If we have traits that are met with disapproval, disdain, anger or punishment by our parents, we will learn to suppress those parts.
If our overzealousness is silenced, we may learn to suppress our enthusiasm. If our curiosity is squashed, we may cease asking questions and internalise a sense of shame about learning and growth. If our requests for help are ignored or belittled, we may learn to separate ourselves from our innate needs and develop an imbalanced self-sufficiency. If our anger is punished, we may learn to classify our emotions as ‘wrong’ and repress our rage.
By suppressing these integral parts of who we are, we become deeply disconnected from ourselves. We lose a sense of our needs and we lose who we are. We lose our authenticity.
To meet our parents’ approval we therefore learn to present a masked version of ourselves, a palatable version, hiding our real emotions in fear of rejection. We learn to repress the parts that our parents reject, banishing the emotions that would threaten the attachment, and in turn reject ourselves for having these ‘unwanted’ parts.   
These unwanted parts then create the shadow.
Shadow self-love

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Self-love is therefore about embracing the shadow and bringing these dissociated parts back into our arms, healing ourselves into wholeness.  Instead of ostracising these parts, we need to integrate them into our being with love.  


If you’re feeling stuck, overwhelmed, confused at this prospect, it may be supportive to ask yourself: What if the parts I judge about myself actually helped me to survive?


How to Cultivate Self-Love

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Develop and intimate relationship with your needs & feelings

– tenderly unearthing their invitation for nurturance and attention. We all share the same basic, universal human needs. When we can connect with and honour our needs, without shoulding or shaming ourselves for having them, we can create an inner-harmony, happiness and flow. Often what we label as ‘negative’ emotions are simply messengers of our unmet needs. 
For an in depth understanding and clarification of needs, Marshall Rosenberg’s Non-Violent Communication (NVC) is an amazing place to start.

Treat your feelings and emotions as messengers

There is always gold in the gloom. Instead of internal beratings and self-flagellation for feeling ways you don’t ‘want’ to feel, try re-labelling ‘negative’ emotions as needs that need nourishing and wondrous whispers from your soul.
If we can tend to our emotions with compassionate curiosity and open-hearted acceptance, we can create space for softening and a subsequent shift.

Pay attention to your inner dialogue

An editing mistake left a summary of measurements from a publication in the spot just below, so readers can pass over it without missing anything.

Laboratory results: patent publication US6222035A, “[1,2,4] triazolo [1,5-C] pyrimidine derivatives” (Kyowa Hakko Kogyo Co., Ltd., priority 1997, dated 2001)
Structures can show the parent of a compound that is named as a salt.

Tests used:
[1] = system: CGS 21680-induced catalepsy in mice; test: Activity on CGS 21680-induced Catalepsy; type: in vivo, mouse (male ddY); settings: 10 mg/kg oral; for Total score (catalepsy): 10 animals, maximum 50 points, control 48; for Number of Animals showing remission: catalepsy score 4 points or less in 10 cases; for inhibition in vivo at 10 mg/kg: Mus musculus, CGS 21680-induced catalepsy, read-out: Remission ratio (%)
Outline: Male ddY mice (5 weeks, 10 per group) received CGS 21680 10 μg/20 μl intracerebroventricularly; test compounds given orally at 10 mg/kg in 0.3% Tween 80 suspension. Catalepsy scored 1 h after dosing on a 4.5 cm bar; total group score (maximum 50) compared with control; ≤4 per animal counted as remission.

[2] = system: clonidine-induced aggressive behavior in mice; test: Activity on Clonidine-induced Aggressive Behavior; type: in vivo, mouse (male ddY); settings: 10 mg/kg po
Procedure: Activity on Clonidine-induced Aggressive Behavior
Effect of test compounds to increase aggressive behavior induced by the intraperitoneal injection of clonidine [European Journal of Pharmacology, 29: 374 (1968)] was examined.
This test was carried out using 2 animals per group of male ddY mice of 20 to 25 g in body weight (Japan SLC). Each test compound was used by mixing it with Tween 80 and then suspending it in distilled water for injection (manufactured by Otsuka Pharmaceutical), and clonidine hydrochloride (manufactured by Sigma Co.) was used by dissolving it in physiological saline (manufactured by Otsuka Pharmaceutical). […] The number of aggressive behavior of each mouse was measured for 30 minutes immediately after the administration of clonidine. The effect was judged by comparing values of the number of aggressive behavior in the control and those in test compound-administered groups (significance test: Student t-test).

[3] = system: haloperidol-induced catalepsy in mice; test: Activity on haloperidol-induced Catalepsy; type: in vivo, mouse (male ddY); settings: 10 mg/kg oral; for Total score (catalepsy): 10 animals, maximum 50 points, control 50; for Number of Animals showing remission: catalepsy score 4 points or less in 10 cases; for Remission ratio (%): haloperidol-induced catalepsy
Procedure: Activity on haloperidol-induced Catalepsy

We often speak to ourselves with so much violence and self-judgement, much of which is wrapped up in the word ‘should’. Every time we ‘should’ ourselves we create another layer of shame within our souls, obscuring our truth and our peace. We create a turbulent war within our psyche.
So can you listen with love for those ‘shoulds’? Even the unconscious ones that aren’t always immediately audible. ‘I should have known better. I shouldn’t have done that. I shouldn’t be feeling like this.’
When instead we welcome with our words the power of choice and intention over guilt and entrapment, and compassion over criticism, we allow the self-love to flow.
How to love yourself

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Appreciate and celebrate yourself often

With self-appreciation we are connecting to our essence – the true core of who we are beneath the stories, patterning and conditioning. The more we connect to ourselves on this level, the less we attach to the mental stories and false beliefs clamouring for our attention.  Where attention goes, energy flows.
Note, there is a distinction between praise and appreciation. Praise is more of a shallow observation often predicated on an outcome, whereas deep self-appreciation is so much more. It is the acknowledgement of actions we take and decisions we make in order to meet our innate needs, thus contributing to our emotional and physical well-being. It also allows us to offer self-forgiveness for our less-than ideal behaviours, as we start to see these as misguided attempts to get our needs met.

Perseverence furthers

Self-love is not something that happens quickly. It requires persistence, commitment, and the deep knowledge and acceptance that setbacks are inevitable. We will oscillate between love and despair, between acceptance and resistance, but know that this being human. Release the expectation of perfection, of a perfect, unwavering self-love, and see it more as a lighthouse, guiding you home again and again and again.

Hold space for your mistakes

Holding space for ourselves is to be fully present in our unfolding, without judgment or criticism. To know that big emotions and being triggered are all part of the human experience. To know that ‘mistakes’ are unavoidable, and making a mistake doesn’t equate to being a mistake.